Almost eight years ago, BMC made a bold move: data in articles and supplementary information would from then on be available with a CCZero license/waiver. SpringerOpen followed with a less stringent policy and later Springer Nature started a collaboration with Figshare to archive data there.
Journal of Cheminformatics is one of the journals that make Additional Files available via Figshare. In the past year, this additional content has been viewed more than ten thousand times and resulted in more than 1700 downloads. These numbers are promising. After all, we value data in our publications and want others to use it. That reuse is not always equally trivial, as Additional files come in many formats. A quick look at our journal’s Figshare hangout, we note many different file formats.
Can we make these Additional Files better? More FAIR? How would you reuse them? Develop open source tools to extract facts?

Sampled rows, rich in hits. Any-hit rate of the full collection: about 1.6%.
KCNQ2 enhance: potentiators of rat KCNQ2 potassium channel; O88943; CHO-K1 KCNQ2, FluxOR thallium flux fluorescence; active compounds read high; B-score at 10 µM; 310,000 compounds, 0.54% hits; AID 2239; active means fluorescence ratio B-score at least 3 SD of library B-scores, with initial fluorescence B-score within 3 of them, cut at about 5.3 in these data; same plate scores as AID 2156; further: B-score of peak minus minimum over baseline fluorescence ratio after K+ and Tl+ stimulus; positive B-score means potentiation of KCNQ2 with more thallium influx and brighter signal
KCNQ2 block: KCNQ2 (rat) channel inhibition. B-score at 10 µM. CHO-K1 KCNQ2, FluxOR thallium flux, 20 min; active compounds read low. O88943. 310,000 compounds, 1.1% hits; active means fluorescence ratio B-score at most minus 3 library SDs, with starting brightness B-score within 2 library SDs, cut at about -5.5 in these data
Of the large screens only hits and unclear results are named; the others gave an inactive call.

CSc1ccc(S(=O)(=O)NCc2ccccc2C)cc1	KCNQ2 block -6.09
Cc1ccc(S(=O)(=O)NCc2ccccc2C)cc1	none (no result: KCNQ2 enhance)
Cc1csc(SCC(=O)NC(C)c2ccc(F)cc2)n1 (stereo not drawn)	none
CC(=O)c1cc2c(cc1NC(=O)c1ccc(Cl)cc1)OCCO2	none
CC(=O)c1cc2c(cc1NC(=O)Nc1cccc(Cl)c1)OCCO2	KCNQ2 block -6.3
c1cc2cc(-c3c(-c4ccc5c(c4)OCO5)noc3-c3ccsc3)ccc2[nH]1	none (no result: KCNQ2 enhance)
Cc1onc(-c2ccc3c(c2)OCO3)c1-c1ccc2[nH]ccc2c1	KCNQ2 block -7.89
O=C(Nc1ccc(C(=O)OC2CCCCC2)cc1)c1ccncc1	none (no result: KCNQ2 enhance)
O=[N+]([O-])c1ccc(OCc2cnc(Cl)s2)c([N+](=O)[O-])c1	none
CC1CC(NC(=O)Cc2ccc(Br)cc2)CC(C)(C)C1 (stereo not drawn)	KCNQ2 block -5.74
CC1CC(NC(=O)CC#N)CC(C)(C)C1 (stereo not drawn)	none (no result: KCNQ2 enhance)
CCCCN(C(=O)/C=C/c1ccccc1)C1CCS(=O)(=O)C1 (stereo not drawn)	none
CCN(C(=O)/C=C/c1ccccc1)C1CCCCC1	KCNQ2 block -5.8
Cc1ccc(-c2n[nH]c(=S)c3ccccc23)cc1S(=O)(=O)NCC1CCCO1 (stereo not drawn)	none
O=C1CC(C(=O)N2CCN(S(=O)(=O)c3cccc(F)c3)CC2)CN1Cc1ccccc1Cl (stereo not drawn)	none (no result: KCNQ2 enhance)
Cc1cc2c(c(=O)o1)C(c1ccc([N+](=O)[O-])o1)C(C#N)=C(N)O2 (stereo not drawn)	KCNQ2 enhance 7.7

However, we feel it is time for the next step. Can we make these Additional Files better? More FAIR? How would you reuse them? Develop open source tools to extract facts? Published them as nanopublications? Deposit them in CCZero databases like Wikidata? Validate the content and measure the quality (think Excel genes)? Put all chemicals discussed in our journal in PubChem? Or perhaps you have something better in mind. We challenge you to reuse Additional Files from the Journal of Cheminformatics and show us the best you got. Why? Because we know sharing data is hard and reusing that data even harder.
You are invited to stand on the shoulders of the authors of our journal, and continue where they decided to publish. We call for papers for our special article collection Making the most of supplementary information in Additional Files. Full details can be found here.